Native American Contributions
From pineapples and pumpkins to a model of government and the zero in math, discover some of the many contributions Native Americans have made to world cultures.
- Grades: 3–5, 6–8, 9–12
As the first inhabitants of North America, Native Americans discovered how to live off the land. Many tribes domesticated edible plants, raised animals, and discovered natural medicines. Native American innovations in areas such as mathematics and government greatly influenced other cultures in Europe and Latin America.
|Foods||Edible plants domesticated by Indians have become major staples in the diets of peoples all around the world. Such foods include corn (maize), manioc, potatoes, sweet potatoes, peanuts, squashes and pumpkins, tomatoes, papayas, avocados, pineapples, guavas, chili peppers, chocolate (cacao), and many species of beans.|
|Animals||Indians were the first to raise turkeys, llamas, guinea pigs, and honeybees for food.|
|Non-edible plants||Other plants of great importance developed by Indians include cotton, rubber, and tobacco.|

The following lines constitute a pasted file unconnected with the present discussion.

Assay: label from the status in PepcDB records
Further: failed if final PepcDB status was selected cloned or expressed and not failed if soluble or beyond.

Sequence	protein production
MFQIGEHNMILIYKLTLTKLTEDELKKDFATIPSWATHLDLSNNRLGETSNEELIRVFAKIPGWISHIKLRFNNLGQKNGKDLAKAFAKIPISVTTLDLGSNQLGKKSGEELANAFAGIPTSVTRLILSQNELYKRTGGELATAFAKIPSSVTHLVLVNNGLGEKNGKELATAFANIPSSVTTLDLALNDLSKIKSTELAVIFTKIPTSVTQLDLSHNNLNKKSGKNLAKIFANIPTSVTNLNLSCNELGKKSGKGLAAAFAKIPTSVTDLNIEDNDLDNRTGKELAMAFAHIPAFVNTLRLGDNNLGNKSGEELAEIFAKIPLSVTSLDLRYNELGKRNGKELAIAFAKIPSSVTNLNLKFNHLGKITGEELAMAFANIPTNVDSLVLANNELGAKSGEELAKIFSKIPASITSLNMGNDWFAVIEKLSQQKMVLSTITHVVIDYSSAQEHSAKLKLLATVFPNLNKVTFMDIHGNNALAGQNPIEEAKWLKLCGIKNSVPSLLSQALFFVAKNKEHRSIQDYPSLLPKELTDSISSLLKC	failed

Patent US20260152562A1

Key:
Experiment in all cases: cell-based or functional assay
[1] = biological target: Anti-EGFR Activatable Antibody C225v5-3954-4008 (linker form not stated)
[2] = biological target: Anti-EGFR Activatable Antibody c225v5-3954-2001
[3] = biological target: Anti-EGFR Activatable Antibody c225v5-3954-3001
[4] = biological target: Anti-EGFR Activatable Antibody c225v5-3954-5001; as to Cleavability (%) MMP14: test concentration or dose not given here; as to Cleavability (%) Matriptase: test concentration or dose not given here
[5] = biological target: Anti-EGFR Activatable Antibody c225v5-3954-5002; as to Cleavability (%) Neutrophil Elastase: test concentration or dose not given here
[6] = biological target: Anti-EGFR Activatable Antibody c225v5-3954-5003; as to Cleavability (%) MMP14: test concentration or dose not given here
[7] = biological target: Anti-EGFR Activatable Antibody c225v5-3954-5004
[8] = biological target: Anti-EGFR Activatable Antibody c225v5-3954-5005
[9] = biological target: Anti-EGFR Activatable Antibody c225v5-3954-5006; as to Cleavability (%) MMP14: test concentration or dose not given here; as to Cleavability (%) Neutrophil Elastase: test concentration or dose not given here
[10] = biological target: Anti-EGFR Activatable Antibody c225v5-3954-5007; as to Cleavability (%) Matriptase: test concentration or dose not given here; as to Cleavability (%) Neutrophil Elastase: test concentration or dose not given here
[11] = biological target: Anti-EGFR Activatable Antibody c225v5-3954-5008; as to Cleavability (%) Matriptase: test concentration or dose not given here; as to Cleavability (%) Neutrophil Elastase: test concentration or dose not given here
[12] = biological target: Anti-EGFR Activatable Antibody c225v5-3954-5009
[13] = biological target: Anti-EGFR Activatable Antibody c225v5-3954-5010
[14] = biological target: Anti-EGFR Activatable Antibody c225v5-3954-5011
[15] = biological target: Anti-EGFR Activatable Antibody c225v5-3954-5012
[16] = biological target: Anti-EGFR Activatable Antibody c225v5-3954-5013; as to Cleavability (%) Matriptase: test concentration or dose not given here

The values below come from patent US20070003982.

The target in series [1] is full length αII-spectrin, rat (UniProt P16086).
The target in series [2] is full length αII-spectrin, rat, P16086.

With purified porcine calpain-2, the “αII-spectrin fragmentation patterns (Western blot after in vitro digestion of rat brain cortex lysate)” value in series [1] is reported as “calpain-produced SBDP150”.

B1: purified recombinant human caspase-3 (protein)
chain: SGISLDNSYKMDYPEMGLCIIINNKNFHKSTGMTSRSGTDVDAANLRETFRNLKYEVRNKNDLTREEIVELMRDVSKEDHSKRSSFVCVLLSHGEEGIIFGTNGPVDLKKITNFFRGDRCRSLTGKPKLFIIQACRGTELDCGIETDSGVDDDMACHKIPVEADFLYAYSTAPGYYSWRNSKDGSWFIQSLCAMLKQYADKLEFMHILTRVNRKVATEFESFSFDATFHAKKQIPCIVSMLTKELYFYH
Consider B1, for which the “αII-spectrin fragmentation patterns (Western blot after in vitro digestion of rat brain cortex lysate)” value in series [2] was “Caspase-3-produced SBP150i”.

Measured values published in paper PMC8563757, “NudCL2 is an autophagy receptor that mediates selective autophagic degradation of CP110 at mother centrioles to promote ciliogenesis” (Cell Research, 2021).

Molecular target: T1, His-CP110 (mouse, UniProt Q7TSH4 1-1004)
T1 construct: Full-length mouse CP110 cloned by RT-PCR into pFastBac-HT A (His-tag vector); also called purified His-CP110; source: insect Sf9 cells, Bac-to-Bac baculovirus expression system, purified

|Medicines||Indians discovered the medicinal use for quinine. Also, Canadian Indians knew how to prevent scurvy by eating plants rich in vitamin C, and they passed this information along to the Europeans.|
|Mathematics||The Maya of Mexico appear to have been the first to use the zero in mathematics. Scholars believe that Asians traveled across the Pacific Ocean and learned about the zero from the Maya.|
|Government||Indian governments in eastern North America, particularly the League of the Iroquois, served as models of federated representative democracy to the Europeans and the American colonists. The United States government is based on such a system, whereby power is distributed between a central authority (the federal government) and smaller political units (the states).|
|Economy||Indian contributions to the modern world's economy have been enormous. In the 1500's, Indian labor produced the gold and other valuable metals that helped bring the Spanish Empire to the height of its power. In the following centuries, Indian labor in the North American fur trade contributed significantly to the wealth of England, France, the Netherlands, and Russia. In addition, for hundreds of years the agrarian economies of the Latin American nations have been based on Indian labor on plantations.|